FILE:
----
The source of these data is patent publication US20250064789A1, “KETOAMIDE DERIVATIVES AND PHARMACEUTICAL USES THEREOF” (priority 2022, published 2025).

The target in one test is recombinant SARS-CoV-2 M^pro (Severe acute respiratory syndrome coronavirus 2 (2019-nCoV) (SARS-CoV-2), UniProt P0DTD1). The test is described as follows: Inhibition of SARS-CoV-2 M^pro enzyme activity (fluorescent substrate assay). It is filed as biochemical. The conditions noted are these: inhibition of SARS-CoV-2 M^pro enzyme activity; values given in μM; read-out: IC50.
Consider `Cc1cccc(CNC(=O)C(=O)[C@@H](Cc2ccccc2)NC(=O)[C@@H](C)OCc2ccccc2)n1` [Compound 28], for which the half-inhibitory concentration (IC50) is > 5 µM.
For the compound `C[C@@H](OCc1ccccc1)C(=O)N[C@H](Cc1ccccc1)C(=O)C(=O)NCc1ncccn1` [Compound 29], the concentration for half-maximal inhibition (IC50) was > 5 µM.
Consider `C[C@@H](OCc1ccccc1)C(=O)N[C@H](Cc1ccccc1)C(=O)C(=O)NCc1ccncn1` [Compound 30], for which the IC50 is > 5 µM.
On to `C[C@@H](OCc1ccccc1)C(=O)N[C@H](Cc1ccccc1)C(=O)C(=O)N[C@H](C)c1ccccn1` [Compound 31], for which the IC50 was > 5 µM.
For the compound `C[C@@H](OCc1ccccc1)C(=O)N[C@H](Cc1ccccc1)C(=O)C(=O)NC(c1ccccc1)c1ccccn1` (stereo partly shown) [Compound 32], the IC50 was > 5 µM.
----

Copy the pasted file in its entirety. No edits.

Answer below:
The source of these data is patent publication US20250064789A1, “KETOAMIDE DERIVATIVES AND PHARMACEUTICAL USES THEREOF” (priority 2022, published 2025).

The target in one test is recombinant SARS-CoV-2 M^pro (Severe acute respiratory syndrome coronavirus 2 (2019-nCoV) (SARS-CoV-2), UniProt P0DTD1). The test is described as follows: Inhibition of SARS-CoV-2 M^pro enzyme activity (fluorescent substrate assay). It is filed as biochemical. The conditions noted are these: inhibition of SARS-CoV-2 M^pro enzyme activity; values given in μM; read-out: IC50.
Consider `Cc1cccc(CNC(=O)C(=O)[C@@H](Cc2ccccc2)NC(=O)[C@@H](C)OCc2ccccc2)n1` [Compound 28], for which the half-inhibitory concentration (IC50) is > 5 µM.
For the compound `C[C@@H](OCc1ccccc1)C(=O)N[C@H](Cc1ccccc1)C(=O)C(=O)NCc1ncccn1` [Compound 29], the concentration for half-maximal inhibition (IC50) was > 5 µM.
Consider `C[C@@H](OCc1ccccc1)C(=O)N[C@H](Cc1ccccc1)C(=O)C(=O)NCc1ccncn1` [Compound 30], for which the IC50 is > 5 µM.
On to `C[C@@H](OCc1ccccc1)C(=O)N[C@H](Cc1ccccc1)C(=O)C(=O)N[C@H](C)c1ccccn1` [Compound 31], for which the IC50 was > 5 µM.
For the compound `C[C@@H](OCc1ccccc1)C(=O)N[C@H](Cc1ccccc1)C(=O)C(=O)NC(c1ccccc1)c1ccccn1` (stereo partly shown) [Compound 32], the IC50 was > 5 µM.